Data were obtained from various editions of the publication Money and Banking Statistics issued by the State Bank of Pakistan, which contain annual information on the main balance sheet entries and revenue and expense items for all banks operating in Pakistan. The full sample covered the period from 1981 through 1997.9 It will be useful to divide the sample into two sub-periods, the first covering the years 1981–1992 before and during reform, and the second 1993–1997, by when the major reforms should have begun to take effect. 10 Data were collected on 33 licensed banks for which adequate time series were available; several specialized credit institutions were excluded from the sample, as they were subject to different regulations and may have operated in distinct markets. The sample includes seven state-owned banks, of which two were privatized in 1991–92, 22 foreign banks, and 4 wholely private domestic banks, for which reliable data begin in 1993 11 The published data were corrected for a number of manifestly typographical errors (for example, when total assets did not equal total liabilities, or when one observation on a series different by an order of magnitude from the values observed in preceding and subsequent years); even so a small number of outliers were identified and deleted, leaving a total sample of 389 observations. The data set is used to define the needed variables, namely, profits, revenue and costs; a measure of bank output; relevant prices; and certain control variables. The variables used are summarized in Table 1.

Table 1.Variable Definitions and Summary Statistics 1/
MeanStandard

Deviation
MinimumMaximum
PROFProfits/total assets2.271.58-2.059.19
COSTCosts/total assets5.551.901.6712.11
REVSRevenues/total assets7.822.472.6216.58
OUTPEarning assets/total assets55.5913.1314.9393.32
INTRInterest receipts/earning assets11.340.969.8613.53
INTCInterest costs/earning liabilities6.360.735.388.43
OTHCOther costs/earning liabilities2.760.262.183.09
CPRSCapital and reserves/total assets3.912.130.6517.44
DEPBInterbank borrowing/deposits21.2629.050.00235.47

Based on full sample excluding outliers.

Based on full sample excluding outliers.

Revenues (REVS) are defined as total interest and fee receipts, and total variable costs (COST) are the sum of interest costs and fees, and other wage and non-wage operating expenses. Profits (PROF) are measured by the difference between these revenue and the total costs. All bank-specific variables except prices were dividing by total assets in order to normalize for differences in size between institutions and trend nominal growth.12 Furthermore, the dependent variables can then be roughly equated with common measures of bank performance; for example, the variable PROF corresponds to the return on assets.

A question that arises in the study of bank productivity concerns how to identify bank output. Banks generally provide a variety of intermediation and transaction services, and often these activities are bundled together. For example, depositors provide funds as an input to a bank’s lending activities, but also use the bank to make payments. Thus, the volume of deposits is possibly a good indicator of the bank’s output of transaction services. Furthermore, when the return on the deposited funds consists primarily of low-cost transaction services, the cost to the bank of this input may appear in large part as non-interest operating expenses. On the asset side, some banks may be relatively specialized in lending to enterprises, others in retail business, and some may be engaged mainly in interbank lending and the holding of securities. The question of how to identify a bank’s inputs and outputs is not fully answerable given the limitation of available data, but does suggest that a fairly comprehensive indicator of bank activity is appropriate. In this study, a bank’s output (denoted by OUTP) is proxied by its total earning assets, which comprise loans and advances, holdings of government securities and bills purchased and discounted, cash balances with other banks, and other investments.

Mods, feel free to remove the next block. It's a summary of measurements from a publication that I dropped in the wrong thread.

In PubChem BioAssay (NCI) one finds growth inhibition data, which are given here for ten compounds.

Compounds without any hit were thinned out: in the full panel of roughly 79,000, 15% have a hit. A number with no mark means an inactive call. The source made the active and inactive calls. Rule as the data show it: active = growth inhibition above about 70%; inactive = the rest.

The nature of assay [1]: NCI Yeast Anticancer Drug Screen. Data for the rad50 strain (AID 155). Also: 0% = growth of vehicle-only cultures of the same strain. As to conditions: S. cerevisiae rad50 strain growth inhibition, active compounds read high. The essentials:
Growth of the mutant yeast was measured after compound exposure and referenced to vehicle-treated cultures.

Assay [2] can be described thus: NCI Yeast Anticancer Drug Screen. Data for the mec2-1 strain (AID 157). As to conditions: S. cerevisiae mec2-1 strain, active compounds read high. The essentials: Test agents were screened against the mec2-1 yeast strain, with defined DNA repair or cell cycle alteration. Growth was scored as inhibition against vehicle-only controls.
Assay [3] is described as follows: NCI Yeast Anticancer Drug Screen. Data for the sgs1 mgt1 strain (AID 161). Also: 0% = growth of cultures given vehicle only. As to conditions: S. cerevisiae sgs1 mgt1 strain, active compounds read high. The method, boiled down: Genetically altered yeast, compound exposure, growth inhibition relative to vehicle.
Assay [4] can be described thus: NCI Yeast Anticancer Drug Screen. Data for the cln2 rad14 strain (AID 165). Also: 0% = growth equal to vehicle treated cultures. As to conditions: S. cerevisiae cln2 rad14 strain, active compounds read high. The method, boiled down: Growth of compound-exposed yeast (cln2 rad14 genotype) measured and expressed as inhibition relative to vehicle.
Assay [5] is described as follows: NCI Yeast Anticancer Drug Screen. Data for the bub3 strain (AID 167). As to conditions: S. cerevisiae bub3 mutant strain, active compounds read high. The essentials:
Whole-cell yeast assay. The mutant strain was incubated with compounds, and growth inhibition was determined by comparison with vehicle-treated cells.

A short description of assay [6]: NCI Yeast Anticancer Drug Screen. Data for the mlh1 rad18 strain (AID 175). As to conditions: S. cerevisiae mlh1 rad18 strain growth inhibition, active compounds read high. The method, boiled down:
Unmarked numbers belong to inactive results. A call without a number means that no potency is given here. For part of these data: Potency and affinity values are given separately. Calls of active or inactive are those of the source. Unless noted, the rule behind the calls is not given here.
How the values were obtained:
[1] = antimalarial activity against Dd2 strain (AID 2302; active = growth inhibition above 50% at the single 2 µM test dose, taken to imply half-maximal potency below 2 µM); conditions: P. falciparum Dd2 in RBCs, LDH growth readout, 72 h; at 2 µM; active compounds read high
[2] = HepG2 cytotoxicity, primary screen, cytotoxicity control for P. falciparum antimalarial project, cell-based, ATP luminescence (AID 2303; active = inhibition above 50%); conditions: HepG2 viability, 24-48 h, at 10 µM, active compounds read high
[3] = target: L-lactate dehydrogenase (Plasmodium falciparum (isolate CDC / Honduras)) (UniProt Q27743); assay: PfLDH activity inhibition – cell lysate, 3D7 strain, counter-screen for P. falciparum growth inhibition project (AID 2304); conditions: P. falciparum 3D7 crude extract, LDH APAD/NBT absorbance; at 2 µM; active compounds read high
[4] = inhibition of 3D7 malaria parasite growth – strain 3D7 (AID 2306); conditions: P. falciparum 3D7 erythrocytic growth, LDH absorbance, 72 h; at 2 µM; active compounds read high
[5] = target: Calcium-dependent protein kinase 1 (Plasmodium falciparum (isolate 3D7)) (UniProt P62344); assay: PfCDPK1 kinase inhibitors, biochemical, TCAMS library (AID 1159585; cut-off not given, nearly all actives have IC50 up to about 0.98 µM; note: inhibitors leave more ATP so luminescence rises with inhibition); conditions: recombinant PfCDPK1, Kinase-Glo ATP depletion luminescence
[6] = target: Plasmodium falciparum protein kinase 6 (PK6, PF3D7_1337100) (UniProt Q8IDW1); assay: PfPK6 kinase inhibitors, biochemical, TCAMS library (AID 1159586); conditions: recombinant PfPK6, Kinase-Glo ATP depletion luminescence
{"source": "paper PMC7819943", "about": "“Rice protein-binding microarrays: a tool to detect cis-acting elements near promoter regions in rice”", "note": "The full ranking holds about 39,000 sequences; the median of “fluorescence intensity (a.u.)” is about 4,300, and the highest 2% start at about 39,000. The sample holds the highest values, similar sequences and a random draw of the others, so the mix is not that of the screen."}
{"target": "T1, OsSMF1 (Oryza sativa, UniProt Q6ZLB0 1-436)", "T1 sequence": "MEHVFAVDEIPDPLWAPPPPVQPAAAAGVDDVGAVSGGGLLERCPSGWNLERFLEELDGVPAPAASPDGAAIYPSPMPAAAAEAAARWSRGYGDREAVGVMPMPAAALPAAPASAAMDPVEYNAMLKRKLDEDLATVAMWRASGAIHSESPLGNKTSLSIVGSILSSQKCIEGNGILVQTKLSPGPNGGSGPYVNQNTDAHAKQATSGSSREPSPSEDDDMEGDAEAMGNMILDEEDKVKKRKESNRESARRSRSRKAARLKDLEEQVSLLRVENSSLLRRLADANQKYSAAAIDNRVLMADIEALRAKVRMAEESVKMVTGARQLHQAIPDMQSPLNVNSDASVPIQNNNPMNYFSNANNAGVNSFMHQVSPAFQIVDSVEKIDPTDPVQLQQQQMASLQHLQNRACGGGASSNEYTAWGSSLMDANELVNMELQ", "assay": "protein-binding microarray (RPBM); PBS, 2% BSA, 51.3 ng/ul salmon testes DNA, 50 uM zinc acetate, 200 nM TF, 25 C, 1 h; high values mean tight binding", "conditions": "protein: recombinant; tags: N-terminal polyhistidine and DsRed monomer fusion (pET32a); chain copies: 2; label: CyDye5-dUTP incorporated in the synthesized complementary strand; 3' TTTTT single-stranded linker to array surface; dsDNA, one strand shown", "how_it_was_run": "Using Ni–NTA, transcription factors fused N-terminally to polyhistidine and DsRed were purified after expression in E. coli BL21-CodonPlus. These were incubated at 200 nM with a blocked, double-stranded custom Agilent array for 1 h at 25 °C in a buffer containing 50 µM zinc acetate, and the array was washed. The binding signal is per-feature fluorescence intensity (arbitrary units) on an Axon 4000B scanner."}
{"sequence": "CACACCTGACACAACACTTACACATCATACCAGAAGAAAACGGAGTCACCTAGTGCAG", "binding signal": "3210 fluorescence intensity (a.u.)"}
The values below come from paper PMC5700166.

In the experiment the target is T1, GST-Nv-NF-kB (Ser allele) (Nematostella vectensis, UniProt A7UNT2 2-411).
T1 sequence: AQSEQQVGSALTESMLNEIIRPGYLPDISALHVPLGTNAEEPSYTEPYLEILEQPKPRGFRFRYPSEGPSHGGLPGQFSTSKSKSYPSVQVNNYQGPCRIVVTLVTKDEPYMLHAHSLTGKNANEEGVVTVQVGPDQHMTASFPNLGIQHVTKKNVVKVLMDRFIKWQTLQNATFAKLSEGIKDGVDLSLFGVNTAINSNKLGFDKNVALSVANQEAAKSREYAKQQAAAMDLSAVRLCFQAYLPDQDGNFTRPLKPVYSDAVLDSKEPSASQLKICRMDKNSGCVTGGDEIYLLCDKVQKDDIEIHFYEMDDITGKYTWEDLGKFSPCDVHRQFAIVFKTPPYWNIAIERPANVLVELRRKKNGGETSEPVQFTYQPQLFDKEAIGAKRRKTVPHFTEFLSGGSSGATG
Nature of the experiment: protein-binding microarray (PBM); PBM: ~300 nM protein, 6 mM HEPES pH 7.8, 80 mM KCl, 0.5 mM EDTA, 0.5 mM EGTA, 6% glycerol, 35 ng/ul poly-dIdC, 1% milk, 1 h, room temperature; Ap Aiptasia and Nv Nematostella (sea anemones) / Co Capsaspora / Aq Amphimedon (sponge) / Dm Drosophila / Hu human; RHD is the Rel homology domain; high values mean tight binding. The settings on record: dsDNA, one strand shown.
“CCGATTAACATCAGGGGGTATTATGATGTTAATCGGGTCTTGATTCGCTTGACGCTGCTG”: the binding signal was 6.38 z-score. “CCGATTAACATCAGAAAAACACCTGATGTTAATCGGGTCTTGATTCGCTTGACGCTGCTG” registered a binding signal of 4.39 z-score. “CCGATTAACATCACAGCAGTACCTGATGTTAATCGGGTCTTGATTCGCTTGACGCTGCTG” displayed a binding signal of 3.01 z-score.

The unit price of banks’ output (denoted by INTR) is defined as total income from interest receipts and fees, divided by earning assets. The unit price of borrowed funds (INTC) is defined as total interest expenses and fees divided by payable liabilities, namely deposits and amounts due to other banks, which are taken to be inputs. A further distinction between different financial prices is not possible because interest and fees are aggregated on both the revenue and expenses sides in the reported data, and loan loss provisions are not separated from other non-specified costs.13 No data were available on the number of employees or the volume of fixed assets, so it was not possible to measure labor costs per employee or facility costs per unit of property, which might in any case vary between banks due to variations in quality. Moreover, non-interest operating costs may be incurred mainly in providing non-remunerated services to depositors, that is, in obtaining funds as inputs. Therefore non-interest unit costs are estimated as wage costs, rent, depreciation, directors’ and auditors’ fees, and sundry operating expenses, divided by payable liabilities (these other costs are denoted by OTHQ).1415